Lifelong RNA Molecules Hold the Key to Long-lived Brain Cells

In a groundbreaking study, neuroscientists from Friedrich-Alexander-Universität Erlangen-Nürnberg (FAU) and collaborators from Germany, Austria, and the USA have discovered that certain RNA molecules in brain cells last a lifetime without being renewed.

This finding, published in the journal Science, sheds light on the complex aging process of the brain and could lead to a better understanding of neurodegenerative diseases like Alzheimer’s.

Most cells in the human body are regularly replaced to maintain their vitality, but there are exceptions. The heart, pancreas, and brain consist of cells that do not renew throughout an individual’s lifespan, yet they must remain fully functional. Prof. Dr. Tomohisa Toda, Professor of Neural Epigenomics at FAU and the Max Planck Center for Physics and Medicine in Erlangen, emphasizes the importance of understanding the aging process and the key components involved in maintaining cell function for developing effective treatment strategies.

The research team, led by Prof. Toda, identified a crucial component of brain aging: certain types of ribonucleic acid (RNA) that protect genetic material exist as long as the neurons themselves. This discovery is surprising because, unlike DNA, which generally remains unchanged, most RNA molecules are extremely short-lived and constantly being replaced.

To determine the lifespan of these RNA molecules, the Toda group collaborated with cell biologist Prof. Dr. Martin Hetzer and his team at the Institute of Science and Technology Austria (ISTA). They marked the RNAs with fluorescent molecules and tracked their lifespan in mouse brain cells. Remarkably, they identified the marked long-lived RNAs, which they termed “LL-RNA,” in two-year-old animals, not only in their neurons but also in somatic adult neural stem cells in the brain.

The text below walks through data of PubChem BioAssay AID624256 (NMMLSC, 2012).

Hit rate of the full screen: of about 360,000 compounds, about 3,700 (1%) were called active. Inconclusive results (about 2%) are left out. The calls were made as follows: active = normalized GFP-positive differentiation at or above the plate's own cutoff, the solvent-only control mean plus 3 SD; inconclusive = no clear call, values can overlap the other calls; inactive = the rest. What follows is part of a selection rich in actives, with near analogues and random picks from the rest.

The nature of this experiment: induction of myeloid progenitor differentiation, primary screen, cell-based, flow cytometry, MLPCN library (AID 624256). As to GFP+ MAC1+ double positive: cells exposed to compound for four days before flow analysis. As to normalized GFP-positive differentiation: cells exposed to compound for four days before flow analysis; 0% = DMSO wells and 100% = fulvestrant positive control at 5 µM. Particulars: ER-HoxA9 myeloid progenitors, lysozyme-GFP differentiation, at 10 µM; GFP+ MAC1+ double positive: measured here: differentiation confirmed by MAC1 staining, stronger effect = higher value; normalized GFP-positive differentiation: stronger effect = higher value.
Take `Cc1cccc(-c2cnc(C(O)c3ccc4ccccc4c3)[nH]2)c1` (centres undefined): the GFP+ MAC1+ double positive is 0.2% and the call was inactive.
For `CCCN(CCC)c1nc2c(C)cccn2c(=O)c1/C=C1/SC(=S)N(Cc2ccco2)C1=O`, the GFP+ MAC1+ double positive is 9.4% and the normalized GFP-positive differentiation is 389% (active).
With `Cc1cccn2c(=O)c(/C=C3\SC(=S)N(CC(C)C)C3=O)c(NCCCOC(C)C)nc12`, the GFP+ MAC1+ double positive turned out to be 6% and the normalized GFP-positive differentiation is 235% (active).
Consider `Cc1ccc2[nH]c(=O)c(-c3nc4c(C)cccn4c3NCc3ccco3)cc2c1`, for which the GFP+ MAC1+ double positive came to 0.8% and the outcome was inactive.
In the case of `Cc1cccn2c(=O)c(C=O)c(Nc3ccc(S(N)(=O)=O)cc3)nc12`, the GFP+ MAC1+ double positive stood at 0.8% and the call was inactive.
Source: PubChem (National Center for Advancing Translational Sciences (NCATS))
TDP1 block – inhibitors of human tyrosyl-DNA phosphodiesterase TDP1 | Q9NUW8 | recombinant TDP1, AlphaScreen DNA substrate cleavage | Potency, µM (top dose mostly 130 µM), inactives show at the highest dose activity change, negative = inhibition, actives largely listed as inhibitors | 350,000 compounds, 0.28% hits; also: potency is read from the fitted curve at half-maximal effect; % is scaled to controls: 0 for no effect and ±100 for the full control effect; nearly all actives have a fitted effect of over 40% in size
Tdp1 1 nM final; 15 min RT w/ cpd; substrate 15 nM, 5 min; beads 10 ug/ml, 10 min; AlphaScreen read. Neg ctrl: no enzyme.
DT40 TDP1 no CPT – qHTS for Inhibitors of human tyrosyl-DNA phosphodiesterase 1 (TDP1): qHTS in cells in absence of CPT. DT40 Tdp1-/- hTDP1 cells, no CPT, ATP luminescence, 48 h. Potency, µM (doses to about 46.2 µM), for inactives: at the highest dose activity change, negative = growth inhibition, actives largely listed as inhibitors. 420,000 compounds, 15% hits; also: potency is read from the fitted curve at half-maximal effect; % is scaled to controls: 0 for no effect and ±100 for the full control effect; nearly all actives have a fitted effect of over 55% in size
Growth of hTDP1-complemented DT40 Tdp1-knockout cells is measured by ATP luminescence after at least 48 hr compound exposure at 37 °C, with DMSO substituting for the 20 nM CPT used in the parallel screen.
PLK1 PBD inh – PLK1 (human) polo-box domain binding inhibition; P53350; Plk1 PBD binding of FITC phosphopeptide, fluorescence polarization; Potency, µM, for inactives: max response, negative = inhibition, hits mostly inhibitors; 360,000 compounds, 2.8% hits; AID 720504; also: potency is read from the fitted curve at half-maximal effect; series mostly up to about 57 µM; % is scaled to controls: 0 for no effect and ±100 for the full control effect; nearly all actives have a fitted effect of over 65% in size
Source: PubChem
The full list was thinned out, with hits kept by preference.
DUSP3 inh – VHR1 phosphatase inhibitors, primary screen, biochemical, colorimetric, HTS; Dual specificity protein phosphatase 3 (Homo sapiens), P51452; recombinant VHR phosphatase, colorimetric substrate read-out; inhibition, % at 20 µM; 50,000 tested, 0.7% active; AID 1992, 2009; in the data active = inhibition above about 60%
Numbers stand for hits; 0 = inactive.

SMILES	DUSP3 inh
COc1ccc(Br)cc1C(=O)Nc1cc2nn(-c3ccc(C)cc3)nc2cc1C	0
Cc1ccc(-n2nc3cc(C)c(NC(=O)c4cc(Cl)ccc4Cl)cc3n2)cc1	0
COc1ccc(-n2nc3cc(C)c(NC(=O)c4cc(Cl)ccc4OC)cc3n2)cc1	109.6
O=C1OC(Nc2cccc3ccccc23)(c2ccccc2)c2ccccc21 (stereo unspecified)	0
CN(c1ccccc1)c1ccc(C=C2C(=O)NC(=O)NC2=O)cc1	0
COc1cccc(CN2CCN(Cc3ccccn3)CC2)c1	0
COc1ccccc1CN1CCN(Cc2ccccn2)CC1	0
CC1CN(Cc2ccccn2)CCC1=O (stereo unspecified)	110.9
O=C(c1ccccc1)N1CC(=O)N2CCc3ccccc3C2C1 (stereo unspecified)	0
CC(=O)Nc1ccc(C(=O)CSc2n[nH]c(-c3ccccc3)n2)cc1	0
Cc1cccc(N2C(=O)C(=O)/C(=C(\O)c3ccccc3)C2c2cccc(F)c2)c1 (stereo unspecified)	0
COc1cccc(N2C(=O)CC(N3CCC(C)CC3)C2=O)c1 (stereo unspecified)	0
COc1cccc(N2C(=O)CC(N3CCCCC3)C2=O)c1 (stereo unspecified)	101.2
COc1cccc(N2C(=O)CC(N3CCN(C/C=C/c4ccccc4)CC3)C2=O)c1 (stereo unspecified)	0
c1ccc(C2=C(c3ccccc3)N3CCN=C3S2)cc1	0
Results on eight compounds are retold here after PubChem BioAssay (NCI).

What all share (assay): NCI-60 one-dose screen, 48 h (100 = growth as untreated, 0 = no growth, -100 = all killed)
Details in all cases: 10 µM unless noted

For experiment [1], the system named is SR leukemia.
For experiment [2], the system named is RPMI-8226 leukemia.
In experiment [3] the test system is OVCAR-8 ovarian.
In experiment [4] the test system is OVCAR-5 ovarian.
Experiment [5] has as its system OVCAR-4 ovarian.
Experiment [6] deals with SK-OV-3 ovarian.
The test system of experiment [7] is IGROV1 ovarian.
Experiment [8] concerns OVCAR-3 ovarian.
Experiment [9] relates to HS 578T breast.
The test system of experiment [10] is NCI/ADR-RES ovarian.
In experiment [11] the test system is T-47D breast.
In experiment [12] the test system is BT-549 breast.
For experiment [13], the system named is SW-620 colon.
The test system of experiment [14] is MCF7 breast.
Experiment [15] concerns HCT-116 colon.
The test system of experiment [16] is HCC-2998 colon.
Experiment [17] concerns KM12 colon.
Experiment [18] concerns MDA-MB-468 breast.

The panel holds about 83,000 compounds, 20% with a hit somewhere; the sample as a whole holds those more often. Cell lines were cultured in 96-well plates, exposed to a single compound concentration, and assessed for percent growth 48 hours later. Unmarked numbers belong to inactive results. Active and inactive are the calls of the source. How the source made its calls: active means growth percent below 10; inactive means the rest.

The researchers also found that LL-RNAs tend to be located in the cell nucleus, closely connected to chromatin, a complex of DNA and proteins that forms chromosomes. This suggests that LL-RNAs play a key role in regulating chromatin. To confirm this hypothesis, the team reduced the concentration of LL-RNA in an in-vitro experiment with adult neural stem cell models and observed that the integrity of the chromatin was significantly impaired.

“We are convinced that LL-RNAs play an important role in the long-term regulation of genome stability and therefore in the life-long conservation of nerve cells,” explains Tomohisa Toda, who was awarded an ERC Consolidator Grant for his research in 2023.

The research team plans to conduct future studies to gain a deeper understanding of the biophysical mechanisms behind the long-term conservation of LL-RNAs and their biological function in chromatin regulation. They also aim to investigate the effects of aging on these mechanisms.

By unraveling the secrets of LL-RNAs and their role in maintaining the longevity of brain cells, this study opens new avenues for understanding the complex process of brain aging and potentially developing more effective treatments for neurodegenerative diseases. As scientists continue to explore the intricate workings of the brain, discoveries like this bring us one step closer to unlocking the mysteries of the mind and improving the quality of life for those affected by age-related brain disorders.

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